This weekend folks in Johnson County and across America will head for the mountains or the lake or just put their feet up and enjoy an extra day off. For millions of Americans, Memorial Day marks the start of summer.
However, such was not always the case.
Memorial Day began sometime near the end of the Civil War. By 1868, the Grand Army of the Republic General John A. Logan had proclaimed Decoration Day (as the holiday was first called), a day “designated for the purpose of strewing flowers or decorating the graves of comrades who died in defense of their country during the late rebellion.”
It was only after World War I that the holiday was expanded beyond honoring fallen Civil War soldiers to recognizing all veterans who died in the service of our country.
Originally this somber holiday was observed on May 30 each year. However, in 1971, Congress moved Memorial Day to the last Monday in May.
Some argue the three-day weekend holiday marked the beginning of the end of honoring our war dead on Memorial Day. Indeed, Memorial Day has become a day to honor all our loved ones who have passed. And, while such remembrances are certainly important, let us not forget our fallen soldiers.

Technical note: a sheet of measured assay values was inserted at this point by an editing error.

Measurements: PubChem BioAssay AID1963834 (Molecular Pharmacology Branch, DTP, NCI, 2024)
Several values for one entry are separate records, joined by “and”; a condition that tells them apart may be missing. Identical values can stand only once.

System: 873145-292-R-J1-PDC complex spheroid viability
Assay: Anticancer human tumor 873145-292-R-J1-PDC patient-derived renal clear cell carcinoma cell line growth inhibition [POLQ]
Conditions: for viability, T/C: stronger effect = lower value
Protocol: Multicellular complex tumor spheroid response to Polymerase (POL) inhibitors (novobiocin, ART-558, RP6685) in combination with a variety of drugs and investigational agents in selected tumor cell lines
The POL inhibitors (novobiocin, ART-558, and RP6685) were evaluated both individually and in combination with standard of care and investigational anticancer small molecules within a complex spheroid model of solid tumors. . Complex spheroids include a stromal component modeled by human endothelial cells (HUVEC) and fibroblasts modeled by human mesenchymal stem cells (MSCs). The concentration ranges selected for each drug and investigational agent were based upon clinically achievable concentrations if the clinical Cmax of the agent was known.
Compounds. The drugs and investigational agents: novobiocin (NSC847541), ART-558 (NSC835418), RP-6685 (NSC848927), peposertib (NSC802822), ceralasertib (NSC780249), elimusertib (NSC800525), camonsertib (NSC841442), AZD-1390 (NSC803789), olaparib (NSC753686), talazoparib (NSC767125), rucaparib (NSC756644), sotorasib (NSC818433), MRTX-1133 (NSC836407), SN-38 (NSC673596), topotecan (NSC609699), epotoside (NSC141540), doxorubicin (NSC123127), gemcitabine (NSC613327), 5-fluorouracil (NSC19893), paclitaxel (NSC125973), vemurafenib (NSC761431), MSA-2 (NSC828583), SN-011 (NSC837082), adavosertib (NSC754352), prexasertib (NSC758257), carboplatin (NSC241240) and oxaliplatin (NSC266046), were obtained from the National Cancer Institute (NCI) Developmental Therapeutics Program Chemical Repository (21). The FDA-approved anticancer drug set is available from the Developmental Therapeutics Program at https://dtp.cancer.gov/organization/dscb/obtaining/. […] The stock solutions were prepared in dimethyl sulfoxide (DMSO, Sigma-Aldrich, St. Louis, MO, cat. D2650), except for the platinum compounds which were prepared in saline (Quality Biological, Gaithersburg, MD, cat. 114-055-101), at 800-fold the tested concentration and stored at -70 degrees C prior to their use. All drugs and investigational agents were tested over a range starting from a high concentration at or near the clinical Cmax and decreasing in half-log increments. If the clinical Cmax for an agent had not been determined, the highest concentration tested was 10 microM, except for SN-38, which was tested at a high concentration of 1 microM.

Countless brave men and women have died defending this great country of ours. They paid the ultimate sacrifice to protect our country and our way of life.
This Memorial Day, take time from your weekend barbecue to say a prayer of thanksgiving to those who bought our freedom with their blood and their lives.
A federal law adopted in 2000 designates 3 p.m. local time as the time for all Americans, in their own way, to observe the National Moment of Remembrance.
For those who fly the United States flag, it should be raised to half-staff between dawn and noon on Memorial Day, then lowered all the way down at noon and raised up to the peak until sunset.
In Buffalo, you can pay your respects by attending Memorial Day services beginning at 9 a.m. A complete schedule can be found in this week’s Buffalo Bulletin.